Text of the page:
There’s no question that the friendship I hold closest to my heart is the bond between Kitty Pryde and Rachel Summers-Grey. Kitty was (rightfully) a little weirded out by Rachel at first. And Rachel always has had a problem expressing how she feels about the people she cares for in a manner that is appropriate. But over time Rachel’s adoration of Kitty — fostered in her tortured childhood — slowly changed into a real friendship. Kitty slowly taught Rachel how to smile, how to dance, how to enjoy life’s moments. Kitty gave Rachel a steadiness and a moral compass the damaged young Phoenix desperately needed. Rachel, in return, adored Kitty no matter how petulant or irascible Kitty was. Rachel ignored Kitty’s fits of jealousy and insecurity and just kept on caring for her best friend, no matter what.

The initial phase of their friendship ended badly, with Kitty failing to notice Rachel desperately needed her help. But on Phoenix’s return the girls stayed together in Excalibur until Rachel’s second death-like departure — this time to defeat and destroy the terrifying future of Rachel’s origin.

Kitty was instrumental in Rachel’s third round in the Marvel Universe, when Pryde and the X-Treme X-Men rescued Rachel from Bogan.

As things currently stand, Kitty is dead/not-dead/lost to us, hurtling through space. Rachel is lost as well, hiding with Korvus, on the run from the Shi’ar. They are both lost and alone, in the depths of the galaxy. I just know that they will find each other again.


What about you? What is your favorite friendship in comics?

  • Margot

    I love all of your choices, but my answer is The Titans. All of them. The original five, who will always be bound by something. The Wolfman/Perez era team, who totally define what the Titans mean. The Young Justice kids, who saved the world by playing baseball and who were always there when they were needed, even if they weren’t active superheroes.

    No matter what they went through, even when they didn’t particularly *like* each other very much, they still loved each other.

    Yeah, those Titans kids? Those are my favorites.

  • Twyst

    It hasnt been explored that much, but i like the friendship between Ms Marvel and Jessica Jones. They seem honest with one another, and they feel real to me when they are talking. Ms Marvel has been thru a lot of crap, and so has Jessica, and Ms Marvel takes Jessica in stride. When Ms Marvel was having her crisis over being the best of the best, she had lunch with Jessica (i believe), and i really liked that :)

  • sigrid

    @Twyst The Jessica Jones – Carol Danvers friendship is one of my favorites. :)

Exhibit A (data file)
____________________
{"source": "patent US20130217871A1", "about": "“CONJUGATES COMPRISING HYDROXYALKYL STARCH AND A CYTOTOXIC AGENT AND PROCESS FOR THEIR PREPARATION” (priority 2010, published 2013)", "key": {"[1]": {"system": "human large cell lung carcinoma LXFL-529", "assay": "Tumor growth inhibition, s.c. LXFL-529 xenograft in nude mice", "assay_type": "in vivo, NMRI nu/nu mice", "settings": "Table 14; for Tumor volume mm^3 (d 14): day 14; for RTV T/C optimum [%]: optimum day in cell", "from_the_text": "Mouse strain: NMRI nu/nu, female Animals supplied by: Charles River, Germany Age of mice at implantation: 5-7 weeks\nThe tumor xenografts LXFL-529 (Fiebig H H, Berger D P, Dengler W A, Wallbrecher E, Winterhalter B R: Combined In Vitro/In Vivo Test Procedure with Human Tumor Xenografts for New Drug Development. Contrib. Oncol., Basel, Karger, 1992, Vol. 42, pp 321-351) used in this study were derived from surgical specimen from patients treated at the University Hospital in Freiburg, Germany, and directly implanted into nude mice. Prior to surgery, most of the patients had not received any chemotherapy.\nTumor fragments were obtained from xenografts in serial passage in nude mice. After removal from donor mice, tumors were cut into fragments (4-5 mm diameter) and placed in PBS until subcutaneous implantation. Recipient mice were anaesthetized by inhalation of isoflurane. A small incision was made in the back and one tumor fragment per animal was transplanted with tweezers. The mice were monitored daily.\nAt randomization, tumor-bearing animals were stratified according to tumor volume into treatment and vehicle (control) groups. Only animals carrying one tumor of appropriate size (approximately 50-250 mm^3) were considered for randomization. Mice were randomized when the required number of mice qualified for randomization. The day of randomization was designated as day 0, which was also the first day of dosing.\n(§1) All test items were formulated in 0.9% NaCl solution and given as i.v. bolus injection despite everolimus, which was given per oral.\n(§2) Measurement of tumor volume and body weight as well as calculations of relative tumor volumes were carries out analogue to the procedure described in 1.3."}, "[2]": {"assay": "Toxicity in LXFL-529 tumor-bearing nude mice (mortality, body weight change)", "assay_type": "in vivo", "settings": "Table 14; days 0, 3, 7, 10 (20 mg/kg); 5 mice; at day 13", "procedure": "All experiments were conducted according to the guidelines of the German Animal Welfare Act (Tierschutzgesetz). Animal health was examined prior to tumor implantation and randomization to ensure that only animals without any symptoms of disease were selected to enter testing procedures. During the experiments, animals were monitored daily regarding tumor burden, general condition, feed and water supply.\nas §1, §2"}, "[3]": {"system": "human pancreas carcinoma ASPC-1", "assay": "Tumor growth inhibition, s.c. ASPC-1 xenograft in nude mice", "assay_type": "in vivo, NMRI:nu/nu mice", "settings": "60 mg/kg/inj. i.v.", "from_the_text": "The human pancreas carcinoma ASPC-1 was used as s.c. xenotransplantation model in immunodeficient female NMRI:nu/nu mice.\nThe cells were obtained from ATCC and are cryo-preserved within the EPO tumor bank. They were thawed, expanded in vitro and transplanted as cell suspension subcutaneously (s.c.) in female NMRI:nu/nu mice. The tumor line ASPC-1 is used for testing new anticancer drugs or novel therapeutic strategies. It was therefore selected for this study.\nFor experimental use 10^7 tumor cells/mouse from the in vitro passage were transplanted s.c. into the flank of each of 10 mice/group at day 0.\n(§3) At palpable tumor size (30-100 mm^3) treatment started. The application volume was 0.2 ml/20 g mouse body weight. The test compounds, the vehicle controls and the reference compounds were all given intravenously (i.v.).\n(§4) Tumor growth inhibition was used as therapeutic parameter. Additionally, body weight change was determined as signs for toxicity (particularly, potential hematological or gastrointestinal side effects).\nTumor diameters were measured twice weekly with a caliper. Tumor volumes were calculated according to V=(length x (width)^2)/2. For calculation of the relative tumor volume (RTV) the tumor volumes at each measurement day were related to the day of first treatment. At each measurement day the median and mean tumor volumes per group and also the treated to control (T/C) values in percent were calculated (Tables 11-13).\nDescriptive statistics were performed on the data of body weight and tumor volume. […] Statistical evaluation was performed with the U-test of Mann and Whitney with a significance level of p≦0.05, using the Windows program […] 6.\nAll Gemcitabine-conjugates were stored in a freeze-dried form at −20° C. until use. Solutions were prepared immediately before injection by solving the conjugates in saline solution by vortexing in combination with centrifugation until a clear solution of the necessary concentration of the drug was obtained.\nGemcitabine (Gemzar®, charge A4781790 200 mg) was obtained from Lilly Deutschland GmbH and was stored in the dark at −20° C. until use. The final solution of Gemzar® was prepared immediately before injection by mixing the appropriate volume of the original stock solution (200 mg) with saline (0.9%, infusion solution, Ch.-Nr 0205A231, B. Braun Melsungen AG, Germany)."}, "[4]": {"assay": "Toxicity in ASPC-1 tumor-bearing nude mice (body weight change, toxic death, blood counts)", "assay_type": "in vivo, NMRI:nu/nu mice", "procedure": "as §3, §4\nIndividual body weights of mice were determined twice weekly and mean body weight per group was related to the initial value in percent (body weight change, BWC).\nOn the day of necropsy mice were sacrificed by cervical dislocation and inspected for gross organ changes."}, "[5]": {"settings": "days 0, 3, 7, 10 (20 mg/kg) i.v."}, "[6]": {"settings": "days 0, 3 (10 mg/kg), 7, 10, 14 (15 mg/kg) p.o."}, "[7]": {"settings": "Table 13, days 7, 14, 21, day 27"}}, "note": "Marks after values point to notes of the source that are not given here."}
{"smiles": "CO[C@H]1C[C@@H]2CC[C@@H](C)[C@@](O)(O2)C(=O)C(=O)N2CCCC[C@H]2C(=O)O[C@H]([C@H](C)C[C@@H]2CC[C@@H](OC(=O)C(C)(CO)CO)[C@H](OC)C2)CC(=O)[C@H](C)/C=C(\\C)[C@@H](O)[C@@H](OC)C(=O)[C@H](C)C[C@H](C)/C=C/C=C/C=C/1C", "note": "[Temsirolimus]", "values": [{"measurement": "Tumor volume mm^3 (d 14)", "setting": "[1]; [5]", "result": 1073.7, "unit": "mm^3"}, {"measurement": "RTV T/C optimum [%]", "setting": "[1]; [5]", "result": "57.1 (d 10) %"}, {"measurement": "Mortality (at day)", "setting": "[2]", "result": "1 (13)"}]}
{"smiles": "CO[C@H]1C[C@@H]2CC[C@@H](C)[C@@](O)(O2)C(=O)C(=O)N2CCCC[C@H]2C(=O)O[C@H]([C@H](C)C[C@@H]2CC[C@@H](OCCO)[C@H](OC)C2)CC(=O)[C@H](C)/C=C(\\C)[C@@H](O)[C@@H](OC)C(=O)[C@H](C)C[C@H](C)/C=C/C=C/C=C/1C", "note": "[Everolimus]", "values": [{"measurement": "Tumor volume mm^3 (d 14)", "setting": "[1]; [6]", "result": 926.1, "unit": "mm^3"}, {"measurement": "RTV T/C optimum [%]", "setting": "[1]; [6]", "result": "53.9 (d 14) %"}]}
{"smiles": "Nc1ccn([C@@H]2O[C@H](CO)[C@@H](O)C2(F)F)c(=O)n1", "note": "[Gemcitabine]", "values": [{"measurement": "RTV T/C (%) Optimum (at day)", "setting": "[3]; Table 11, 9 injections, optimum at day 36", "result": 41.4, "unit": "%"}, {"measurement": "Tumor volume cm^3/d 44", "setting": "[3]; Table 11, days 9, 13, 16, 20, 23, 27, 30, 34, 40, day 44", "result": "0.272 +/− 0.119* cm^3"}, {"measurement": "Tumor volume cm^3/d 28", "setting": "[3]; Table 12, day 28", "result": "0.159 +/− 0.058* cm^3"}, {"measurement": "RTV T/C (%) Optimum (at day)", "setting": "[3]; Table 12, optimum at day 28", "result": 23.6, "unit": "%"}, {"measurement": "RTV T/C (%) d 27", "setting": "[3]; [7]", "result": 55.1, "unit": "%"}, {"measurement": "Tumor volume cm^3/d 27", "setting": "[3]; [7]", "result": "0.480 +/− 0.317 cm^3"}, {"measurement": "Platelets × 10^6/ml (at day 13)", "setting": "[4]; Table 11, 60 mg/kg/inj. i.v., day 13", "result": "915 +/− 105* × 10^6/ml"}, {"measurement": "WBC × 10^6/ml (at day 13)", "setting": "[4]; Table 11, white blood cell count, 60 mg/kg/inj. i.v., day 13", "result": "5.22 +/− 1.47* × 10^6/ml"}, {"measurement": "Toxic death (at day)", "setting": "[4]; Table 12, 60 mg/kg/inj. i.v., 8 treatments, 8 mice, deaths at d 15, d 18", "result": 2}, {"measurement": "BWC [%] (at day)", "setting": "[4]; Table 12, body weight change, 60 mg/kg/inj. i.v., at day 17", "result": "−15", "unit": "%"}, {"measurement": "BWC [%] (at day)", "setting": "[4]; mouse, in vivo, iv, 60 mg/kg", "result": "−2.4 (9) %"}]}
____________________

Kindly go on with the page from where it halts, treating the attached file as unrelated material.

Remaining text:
• Anika

    @Twyst – Absolutely. I read somewhere that some people read Alias and thought Carol Danvers was introduced there as Jessica Jones’ friend — which is ridiculous (she was introduced in 1969!) but says something about how special that friendship is to both their characters.

  • Chilly Willy

    Does family count as friendship? I love how the Endless interact (or don’t interact) with each other in the Sandman series.

    In Desolation Jones there is a friend of his, Emily. Even in the very short bit we see, there is something deep going on between them. I would love to see that developed in a new story. [Warren? Hello, you bastard! Write some more D Jones please.]

  • Julia L

    Margot: I agree about the Titans. At least the eras I knew (early years and Wolfman-Perez), there was always a solid friendship amongst the team. Even when some relationships were falling apart, they’d fall back on others. I loved the Dick & Donna friendship, especially during the “Who is Donna Troy?” story. She trusted him and could him things she couldn’t tell her husband. The best team books always had that element of friendship for me.

    For other friendships: I’m gonna go with my favorite Earth-2 friendship of Huntress and Power Girl. I really liked the old stories with them working together and dealing with their legacy issues. (I’m not really liking the New Earth/New Earth-2 stuff in JSA but that’s Geoff Johns writing issues more than anything.)

    Damn it’s really harder than I thought to pick one friendship.

  • I’m going to go awesome-school and say Nightcrawler and Colossus. I could just be thinking it in my head that they are the best-of-friends, but I think they are just the two non-Americans and they kind of realized that and just stick together.

    And plus, they’re both plain ol’ bad-asses so that could be why I lump them both together.

  • ilyena-sylph


    Well right this minute, my favorite comics friendship is one that doesn’t exist anymore.

    And it’s Slade Wilson aka Deathstroke the Terminator and Gar Logan, aka Beast Boy/Changeling.

    Once upon a time, the two of them were damned good friends, even if it did take both of them slipping over lines a little.

    I really miss them and their odd, deep, occasionally combative combat-born friendship. Mostly because it’s one of the few relationships in the Titans I absolutely cannot turn romantic, no matter how I look at it.

  • Okay, Jen knows the answer to this one already, but Blue Beetle and Booster Gold. They had more fun together than pretty much anyone else in comics ever, and they loved each other enough to risk breaking the universe (both of them, several times) to save each other. And, I mean, how many other characters have run off together to start a wacky island theme resort? Just Blue and Gold!